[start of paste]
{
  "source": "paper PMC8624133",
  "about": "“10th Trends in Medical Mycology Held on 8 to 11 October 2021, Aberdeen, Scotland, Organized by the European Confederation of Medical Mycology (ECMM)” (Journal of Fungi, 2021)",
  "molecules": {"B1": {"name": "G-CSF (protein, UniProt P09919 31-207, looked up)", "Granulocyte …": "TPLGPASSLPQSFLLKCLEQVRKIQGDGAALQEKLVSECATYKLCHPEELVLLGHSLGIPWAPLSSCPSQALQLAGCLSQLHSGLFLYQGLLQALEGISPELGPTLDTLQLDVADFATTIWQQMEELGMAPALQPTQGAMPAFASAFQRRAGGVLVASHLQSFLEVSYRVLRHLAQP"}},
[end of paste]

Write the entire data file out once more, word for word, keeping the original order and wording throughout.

{
  "source": "paper PMC8624133",
  "about": "“10th Trends in Medical Mycology Held on 8 to 11 October 2021, Aberdeen, Scotland, Organized by the European Confederation of Medical Mycology (ECMM)” (Journal of Fungi, 2021)",
  "molecules": {"B1": {"name": "G-CSF (protein, UniProt P09919 31-207, looked up)", "Granulocyte …": "TPLGPASSLPQSFLLKCLEQVRKIQGDGAALQEKLVSECATYKLCHPEELVLLGHSLGIPWAPLSSCPSQALQLAGCLSQLHSGLFLYQGLLQALEGISPELGPTLDTLQLDVADFATTIWQQMEELGMAPALQPTQGAMPAFASAFQRRAGGVLVASHLQSFLEVSYRVLRHLAQP"}},